General Question

The_Inquisitor's avatar

How to prevent and get rid of sensitive teeth/ gums?

Asked by The_Inquisitor (3158points) August 17th, 2008

My teeth or gums… have been hurting for about 3 days now, what do i do to get rid of it. I’ve been told that it’s because of sensitive gums. My teeth hurt whenver i eat something, hot or cold.

Observing members: 0 Composing members: 0

8 Answers

kevbo's avatar

My dentist tells me to use a fluoride solution for sensitive teeth (a toothpaste tube filled with a higher percent fluoride gel). I don’t like the idea of using extra fluoride, but it has helped (with my teeth) when I’ve tried it.

marinelife's avatar

From Save Your Smile

The key to preventing tooth sensitivity is to keep the gums from receding. Reducing the pressure we use to brush our teeth helps tremendously. The problem with this is that our tooth brushing is an unconsciously ingrained habit reinforced after decades of brushing and therefore nearly impossible to change. We advise people to use an advanced electric toothbrushes (plaque remover) like the Braun 3D Excel or Sonicare. These toothbrushes feature pressure sensors that stop the brush when you apply too much pressure. Another option is the Alert toothbrush, (part of our Sensitive Teeth Kit) which activates a warning light when you brush too hard.

Preventing gingivitis and periodontal disease with proper oral hygiene is also crucial in preventing gum recession. Remember, it takes 2 to 3 minutes to properly brush all your tooth surfaces. Most people spend less than 45 seconds leaving areas untouched where plaque and tartar can build up. Flossing is crucial in order to reach the 35% of the tooth surfaces where brushing can not reach.

What can you do once you already experience sensitive teeth ? Sensitivity toothpastes containing potassium nitrate can also help reduce tooth sensitivity. Sensodyne is the #1 Dentist recommended toothpaste for sensitive teeth and is part of the our Sensitive teeth Kit. These toothpastes desensitize the tooth nerve directly. Treating teeth with fluoride mouthwashes also can help reduce tooth sensitivity.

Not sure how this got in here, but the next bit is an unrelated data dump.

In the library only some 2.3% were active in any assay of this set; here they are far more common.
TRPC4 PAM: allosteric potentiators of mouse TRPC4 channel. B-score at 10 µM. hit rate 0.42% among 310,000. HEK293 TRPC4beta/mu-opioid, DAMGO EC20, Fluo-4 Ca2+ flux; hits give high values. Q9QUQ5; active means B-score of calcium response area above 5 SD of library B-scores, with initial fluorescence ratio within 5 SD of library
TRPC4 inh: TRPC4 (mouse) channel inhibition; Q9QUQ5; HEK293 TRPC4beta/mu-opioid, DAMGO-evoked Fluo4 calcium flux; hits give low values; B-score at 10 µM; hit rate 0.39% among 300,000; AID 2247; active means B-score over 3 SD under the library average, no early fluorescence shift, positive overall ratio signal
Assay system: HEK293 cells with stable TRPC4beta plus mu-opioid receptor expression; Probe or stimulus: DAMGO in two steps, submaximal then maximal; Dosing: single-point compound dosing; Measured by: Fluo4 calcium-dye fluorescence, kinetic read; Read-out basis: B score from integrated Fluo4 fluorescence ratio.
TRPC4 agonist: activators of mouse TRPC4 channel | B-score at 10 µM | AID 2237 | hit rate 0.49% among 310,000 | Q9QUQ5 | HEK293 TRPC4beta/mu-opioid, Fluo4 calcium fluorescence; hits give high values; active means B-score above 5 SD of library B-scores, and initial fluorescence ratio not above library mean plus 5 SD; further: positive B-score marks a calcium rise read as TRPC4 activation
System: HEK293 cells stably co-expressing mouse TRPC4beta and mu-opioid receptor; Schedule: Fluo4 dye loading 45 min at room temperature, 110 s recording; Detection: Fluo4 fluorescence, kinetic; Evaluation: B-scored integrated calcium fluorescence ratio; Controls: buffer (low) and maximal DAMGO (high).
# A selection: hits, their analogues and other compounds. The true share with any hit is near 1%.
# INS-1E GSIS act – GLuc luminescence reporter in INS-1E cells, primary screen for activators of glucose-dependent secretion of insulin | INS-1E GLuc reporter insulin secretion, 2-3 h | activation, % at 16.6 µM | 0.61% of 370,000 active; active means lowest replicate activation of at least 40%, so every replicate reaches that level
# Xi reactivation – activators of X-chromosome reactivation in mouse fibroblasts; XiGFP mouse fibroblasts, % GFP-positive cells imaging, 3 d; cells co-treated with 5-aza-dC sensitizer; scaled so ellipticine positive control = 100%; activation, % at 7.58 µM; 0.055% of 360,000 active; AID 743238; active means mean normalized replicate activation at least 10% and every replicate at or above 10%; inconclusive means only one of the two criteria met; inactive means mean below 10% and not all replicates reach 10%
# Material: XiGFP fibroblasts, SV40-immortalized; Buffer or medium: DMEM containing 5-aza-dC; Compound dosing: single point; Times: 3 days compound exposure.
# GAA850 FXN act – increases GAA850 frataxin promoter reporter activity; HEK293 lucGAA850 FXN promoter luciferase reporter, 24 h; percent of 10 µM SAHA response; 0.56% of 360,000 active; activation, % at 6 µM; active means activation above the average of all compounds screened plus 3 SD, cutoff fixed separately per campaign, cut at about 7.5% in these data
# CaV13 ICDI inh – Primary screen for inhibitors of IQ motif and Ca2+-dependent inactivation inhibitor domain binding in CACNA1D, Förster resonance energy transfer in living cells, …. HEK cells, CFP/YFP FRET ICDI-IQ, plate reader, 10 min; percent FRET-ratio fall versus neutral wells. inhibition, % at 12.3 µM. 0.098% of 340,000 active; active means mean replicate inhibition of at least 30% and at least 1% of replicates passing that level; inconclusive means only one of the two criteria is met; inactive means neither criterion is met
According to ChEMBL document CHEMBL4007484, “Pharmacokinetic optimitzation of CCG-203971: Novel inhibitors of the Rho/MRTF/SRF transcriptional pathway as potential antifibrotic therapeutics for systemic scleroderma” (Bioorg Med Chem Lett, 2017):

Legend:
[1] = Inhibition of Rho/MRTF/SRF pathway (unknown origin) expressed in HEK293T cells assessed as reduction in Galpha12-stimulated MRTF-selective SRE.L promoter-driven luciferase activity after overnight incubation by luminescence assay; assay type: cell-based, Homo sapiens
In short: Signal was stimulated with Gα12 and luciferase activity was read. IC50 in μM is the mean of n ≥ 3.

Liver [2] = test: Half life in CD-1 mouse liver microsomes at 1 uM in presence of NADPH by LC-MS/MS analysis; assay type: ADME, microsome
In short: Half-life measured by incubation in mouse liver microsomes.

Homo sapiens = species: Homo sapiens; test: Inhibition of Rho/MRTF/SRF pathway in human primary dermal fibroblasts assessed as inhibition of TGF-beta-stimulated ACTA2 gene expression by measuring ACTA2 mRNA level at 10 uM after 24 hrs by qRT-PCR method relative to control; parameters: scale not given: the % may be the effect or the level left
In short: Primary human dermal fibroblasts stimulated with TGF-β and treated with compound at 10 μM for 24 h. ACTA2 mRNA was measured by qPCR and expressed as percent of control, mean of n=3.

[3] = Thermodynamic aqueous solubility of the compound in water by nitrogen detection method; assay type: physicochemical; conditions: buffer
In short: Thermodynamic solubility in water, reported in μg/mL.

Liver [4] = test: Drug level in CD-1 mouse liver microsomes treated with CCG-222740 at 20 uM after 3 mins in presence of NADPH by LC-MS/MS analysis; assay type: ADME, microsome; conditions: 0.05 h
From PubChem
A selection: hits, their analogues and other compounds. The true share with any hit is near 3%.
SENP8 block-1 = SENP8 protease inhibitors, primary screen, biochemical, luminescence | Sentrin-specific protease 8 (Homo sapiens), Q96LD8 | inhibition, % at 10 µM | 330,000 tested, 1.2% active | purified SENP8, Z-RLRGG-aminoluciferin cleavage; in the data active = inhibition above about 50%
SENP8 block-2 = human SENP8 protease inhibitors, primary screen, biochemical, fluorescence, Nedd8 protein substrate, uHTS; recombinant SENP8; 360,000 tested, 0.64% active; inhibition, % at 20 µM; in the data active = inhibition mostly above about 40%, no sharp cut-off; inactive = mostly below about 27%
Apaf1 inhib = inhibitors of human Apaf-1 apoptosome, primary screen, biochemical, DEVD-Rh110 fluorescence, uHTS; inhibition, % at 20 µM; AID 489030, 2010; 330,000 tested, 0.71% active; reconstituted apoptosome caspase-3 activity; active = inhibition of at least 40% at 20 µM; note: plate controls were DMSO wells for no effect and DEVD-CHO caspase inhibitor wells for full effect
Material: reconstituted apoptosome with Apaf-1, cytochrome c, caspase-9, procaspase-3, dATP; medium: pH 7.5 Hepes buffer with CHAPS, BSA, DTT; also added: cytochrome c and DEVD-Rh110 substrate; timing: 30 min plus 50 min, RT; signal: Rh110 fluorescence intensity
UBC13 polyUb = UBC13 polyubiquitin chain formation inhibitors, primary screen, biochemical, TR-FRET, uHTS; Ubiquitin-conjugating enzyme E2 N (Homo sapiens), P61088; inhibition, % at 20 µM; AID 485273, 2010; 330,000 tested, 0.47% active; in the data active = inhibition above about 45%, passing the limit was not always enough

After a few weeks of use the sensitivity usually goes away. Unfortunately, the same heavy handed brushing which caused the sensitivity in the first place can brush away the pore covers created by the toothpaste. This will cause sensitivity to return. For this reason, we suggest that people use the Alert toothbrush while using sensitivity toothpastes. This combination is found in our Sensitive teeth Kit

Additionally, highly acidic foods (citrus, soda pop, tea) can increase sensitivity and work against the sensitivity toothpaste.

A major advance in treatment has been the introduction of sensitivity toothpastes containing strontium chloride. These products, like Sensodyne and a host of others, coax the minerals in your saliva to crystallize and cover the pores in your exposed roots so that cold stimuli can not reach the tooth nerve.

The_Inquisitor's avatar

thanks marina, that helped. :P

amandaafoote's avatar

I’ve heard that milk can help with it

Lightlyseared's avatar

Visit the dentist. If the pain has been constant for 3 days then there may be fractures in your tooth enamel so it’s best to get this ruled out.

gooch's avatar

Sensodyne toothpaste. Brushing more often helps over time also

snowboard06's avatar

Salt in water works for me!

Theaaaaaa's avatar

sensodyne is prolly the best!

Answer this question

Login

or

Join

to answer.

This question is in the General Section. Responses must be helpful and on-topic.

Your answer will be saved while you login or join.

Have a question? Ask Fluther!

What do you know more about?
or
Knowledge Networking @ Fluther